Levels of caregiver burnout have reached historic levels, despite billions spent on healthcare technology, and EHR technology specifically. The purpose behind this investment is to alleviate caregiver burdens and enhance efficiency. However, these technologies often inadvertently exacerbate the problem by introducing additional challenges such as the need for workarounds, inadequate interoperability functions, and a lack of input from clinicians who have firsthand experience working with the software on a daily basis.
In early 2022, almost 2,500 U.S. physicians responded to a survey from the AMA, the Mayo Clinic, Stanford University and the University of Colorado. Researchers found that in 2021, 62.8 percent of physicians had at least one manifestation of burnout, up from 38.2 percent in 2020.
The situation is even more alarming in nursing. A 2021 Nursing Central survey of thousands of U.S. nurses showed that 95 percent of nurses felt burned out over a three-year period, and an incredible 91 percent had considered leaving or were actively looking to leave the profession.
Inefficient healthcare EHR technology is a contributing factor to this wave of burnout; healthcare workers often spend too much of their days wrestling with out-of-date technology, leaving them less time for the reason they got into the profession: interacting with and helping people.
Outdated healthcare technology costs not just time and energy but also, of course, money. In many industries, technology has driven down costs, but the opposite has happened in healthcare. Much of this is due to the monolithic architecture of legacy EHRs, which were originally billing systems and not designed for the delivery of care. These EHRs can’t be configured to meet the needs of local caregivers without a lengthy and expensive revision by the vendor.
EHR Technology in Healthcare: The Dawn of 21st Century EHRs
What’s needed is an entirely new generation of EHR technology in healthcare. These could be called “21st-century EHRs” because they would anticipate and meet the requirements for freely sharing data contained in the 21st Century Cures Act. Specifically, provisions in the law call for partnerships among health information exchange networks, educational and research initiatives, and health information technology certification requirements that encourage interoperability.
Juno EHR is an example of a 21st-century EHR. It has been designed with open architectures, a move away from all-inclusive and inflexible systems. Juno EHR is United States Core Data for Interoperability (USCDI) compliant right out of the box. The USCDI is a standardized set of health data classes and constituent data elements for nationwide, interoperable health information exchange.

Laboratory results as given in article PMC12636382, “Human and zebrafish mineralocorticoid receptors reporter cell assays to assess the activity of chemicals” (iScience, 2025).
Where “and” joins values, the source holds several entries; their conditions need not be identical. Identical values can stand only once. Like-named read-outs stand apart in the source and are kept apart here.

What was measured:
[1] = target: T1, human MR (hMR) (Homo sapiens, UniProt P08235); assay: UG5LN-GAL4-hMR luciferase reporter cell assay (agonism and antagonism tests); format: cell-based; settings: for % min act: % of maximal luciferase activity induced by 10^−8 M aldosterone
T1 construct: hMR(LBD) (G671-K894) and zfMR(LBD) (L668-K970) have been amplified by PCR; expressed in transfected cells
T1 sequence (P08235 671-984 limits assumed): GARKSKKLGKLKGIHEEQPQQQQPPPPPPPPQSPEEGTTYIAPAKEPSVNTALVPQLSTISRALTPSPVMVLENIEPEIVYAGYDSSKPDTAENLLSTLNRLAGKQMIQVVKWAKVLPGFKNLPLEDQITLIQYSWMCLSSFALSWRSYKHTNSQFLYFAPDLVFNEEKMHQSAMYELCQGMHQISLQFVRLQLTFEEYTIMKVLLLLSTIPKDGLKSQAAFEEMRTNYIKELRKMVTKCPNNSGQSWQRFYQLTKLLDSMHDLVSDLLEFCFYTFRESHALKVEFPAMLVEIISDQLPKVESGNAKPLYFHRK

It is also cloud-native, in a way earlier client-server generations were not. Juno EHR is designed to run in a cloud computing environment to provide technology patient care. It is designed to be scalable, highly available, and simple to control. Traditional solutions, in contrast, are frequently created for on-premises systems before being modified for a cloud environment. This results in low performance and high complexity and cost.
How Does EHR Technology Improve Patient Care?
21st-century EHRs like Juno EHR are purposely designed with Fast Healthcare Interoperability Resources (FHIR) API interoperability standards model as a starting point, rather than trying to retrofit FHIR into a closed, legacy system. APIs based on FHIR make hospital systems and behavioral health systems more intuitive and configurable. FHIR acts as the connective tissue between all parties that need to access patient information. When this sharing is done via open APIs, the right information is available at the right time, and the right medical decisions can be made.
Juno EHR’s flexible, low-code/no-code design means it can be tailored for the specific technological work processes of healthcare organizations. Informatics staff at the point of care can move away from managing servers and tailor their EHR for all the different user roles, programs, patient types, and regulatory requirements necessary.
Every configuration change no longer requires a brand-new “build.” Instead of being nickel-and-dimed every time a new treatment plan is needed, for example, staff can create that plan themselves. With Juno Health, what used to take two months can be done over a weekend.
The Effect of EHR Technology on Healthcare
The goal of EHR health information technology should be to streamline job processes and enhance efficiency, especially when it comes to emergency care. Though this has occurred in many industries, the effect of EHR technology on healthcare has been notable. However, next-generation EHRs like Juno EHR promise a shift in the tide. By offering IT solutions designed for healthcare workflows and in compliance with new regulatory requirements, these systems form a vital foundation for the broader ecosystem of modern digital health applications, services, and devices.
With certified EHR technology like Juno EHR, we can provide healthcare workers with the tools they need to work smarter and not just harder. By doing so, we can contribute to better compliance, improved patient care, and a bit of respite for our dedicated healthcare professionals at the end of the day. We owe them technology that can keep up with their commitment and passion for their patients.